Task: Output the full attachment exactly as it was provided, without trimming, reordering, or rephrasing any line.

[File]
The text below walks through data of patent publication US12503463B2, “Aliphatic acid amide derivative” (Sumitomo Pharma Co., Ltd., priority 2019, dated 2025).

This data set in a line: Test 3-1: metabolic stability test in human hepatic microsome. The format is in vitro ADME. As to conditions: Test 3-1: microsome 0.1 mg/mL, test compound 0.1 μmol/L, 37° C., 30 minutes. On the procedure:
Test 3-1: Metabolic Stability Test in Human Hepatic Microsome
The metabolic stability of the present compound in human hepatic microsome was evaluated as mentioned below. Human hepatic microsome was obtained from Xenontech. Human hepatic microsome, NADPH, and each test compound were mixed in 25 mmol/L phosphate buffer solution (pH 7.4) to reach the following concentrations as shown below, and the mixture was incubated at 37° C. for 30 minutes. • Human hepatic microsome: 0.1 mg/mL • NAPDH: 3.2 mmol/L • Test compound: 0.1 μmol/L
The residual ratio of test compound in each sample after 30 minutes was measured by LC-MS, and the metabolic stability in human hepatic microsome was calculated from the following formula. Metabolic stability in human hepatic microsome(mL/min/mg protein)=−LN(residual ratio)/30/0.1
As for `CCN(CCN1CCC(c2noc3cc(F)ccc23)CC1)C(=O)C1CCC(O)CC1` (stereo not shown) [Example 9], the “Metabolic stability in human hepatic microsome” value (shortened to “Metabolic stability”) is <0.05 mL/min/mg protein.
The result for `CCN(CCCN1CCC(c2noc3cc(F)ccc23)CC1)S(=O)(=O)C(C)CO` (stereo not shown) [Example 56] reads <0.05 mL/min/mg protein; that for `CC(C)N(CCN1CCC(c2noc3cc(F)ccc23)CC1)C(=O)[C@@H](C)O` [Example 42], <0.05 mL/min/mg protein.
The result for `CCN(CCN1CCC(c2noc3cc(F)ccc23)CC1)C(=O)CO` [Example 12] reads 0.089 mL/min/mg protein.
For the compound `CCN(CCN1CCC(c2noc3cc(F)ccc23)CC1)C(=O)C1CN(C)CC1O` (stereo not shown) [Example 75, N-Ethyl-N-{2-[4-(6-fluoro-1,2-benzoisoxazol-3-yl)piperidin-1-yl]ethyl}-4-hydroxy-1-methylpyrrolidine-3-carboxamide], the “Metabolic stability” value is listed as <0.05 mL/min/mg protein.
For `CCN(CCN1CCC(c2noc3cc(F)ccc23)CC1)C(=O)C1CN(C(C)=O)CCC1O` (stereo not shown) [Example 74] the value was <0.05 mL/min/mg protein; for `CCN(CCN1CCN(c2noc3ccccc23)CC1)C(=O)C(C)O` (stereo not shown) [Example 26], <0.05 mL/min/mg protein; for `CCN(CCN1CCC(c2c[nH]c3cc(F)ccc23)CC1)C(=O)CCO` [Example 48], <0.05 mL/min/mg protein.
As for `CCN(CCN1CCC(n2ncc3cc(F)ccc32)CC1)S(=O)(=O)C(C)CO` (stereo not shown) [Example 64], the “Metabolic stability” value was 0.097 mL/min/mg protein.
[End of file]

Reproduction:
The text below walks through data of patent publication US12503463B2, “Aliphatic acid amide derivative” (Sumitomo Pharma Co., Ltd., priority 2019, dated 2025).

This data set in a line: Test 3-1: metabolic stability test in human hepatic microsome. The format is in vitro ADME. As to conditions: Test 3-1: microsome 0.1 mg/mL, test compound 0.1 μmol/L, 37° C., 30 minutes. On the procedure:
Test 3-1: Metabolic Stability Test in Human Hepatic Microsome
The metabolic stability of the present compound in human hepatic microsome was evaluated as mentioned below. Human hepatic microsome was obtained from Xenontech. Human hepatic microsome, NADPH, and each test compound were mixed in 25 mmol/L phosphate buffer solution (pH 7.4) to reach the following concentrations as shown below, and the mixture was incubated at 37° C. for 30 minutes. • Human hepatic microsome: 0.1 mg/mL • NAPDH: 3.2 mmol/L • Test compound: 0.1 μmol/L
The residual ratio of test compound in each sample after 30 minutes was measured by LC-MS, and the metabolic stability in human hepatic microsome was calculated from the following formula. Metabolic stability in human hepatic microsome(mL/min/mg protein)=−LN(residual ratio)/30/0.1
As for `CCN(CCN1CCC(c2noc3cc(F)ccc23)CC1)C(=O)C1CCC(O)CC1` (stereo not shown) [Example 9], the “Metabolic stability in human hepatic microsome” value (shortened to “Metabolic stability”) is <0.05 mL/min/mg protein.
The result for `CCN(CCCN1CCC(c2noc3cc(F)ccc23)CC1)S(=O)(=O)C(C)CO` (stereo not shown) [Example 56] reads <0.05 mL/min/mg protein; that for `CC(C)N(CCN1CCC(c2noc3cc(F)ccc23)CC1)C(=O)[C@@H](C)O` [Example 42], <0.05 mL/min/mg protein.
The result for `CCN(CCN1CCC(c2noc3cc(F)ccc23)CC1)C(=O)CO` [Example 12] reads 0.089 mL/min/mg protein.
For the compound `CCN(CCN1CCC(c2noc3cc(F)ccc23)CC1)C(=O)C1CN(C)CC1O` (stereo not shown) [Example 75, N-Ethyl-N-{2-[4-(6-fluoro-1,2-benzoisoxazol-3-yl)piperidin-1-yl]ethyl}-4-hydroxy-1-methylpyrrolidine-3-carboxamide], the “Metabolic stability” value is listed as <0.05 mL/min/mg protein.
For `CCN(CCN1CCC(c2noc3cc(F)ccc23)CC1)C(=O)C1CN(C(C)=O)CCC1O` (stereo not shown) [Example 74] the value was <0.05 mL/min/mg protein; for `CCN(CCN1CCN(c2noc3ccccc23)CC1)C(=O)C(C)O` (stereo not shown) [Example 26], <0.05 mL/min/mg protein; for `CCN(CCN1CCC(c2c[nH]c3cc(F)ccc23)CC1)C(=O)CCO` [Example 48], <0.05 mL/min/mg protein.
As for `CCN(CCN1CCC(n2ncc3cc(F)ccc32)CC1)S(=O)(=O)C(C)CO` (stereo not shown) [Example 64], the “Metabolic stability” value was 0.097 mL/min/mg protein.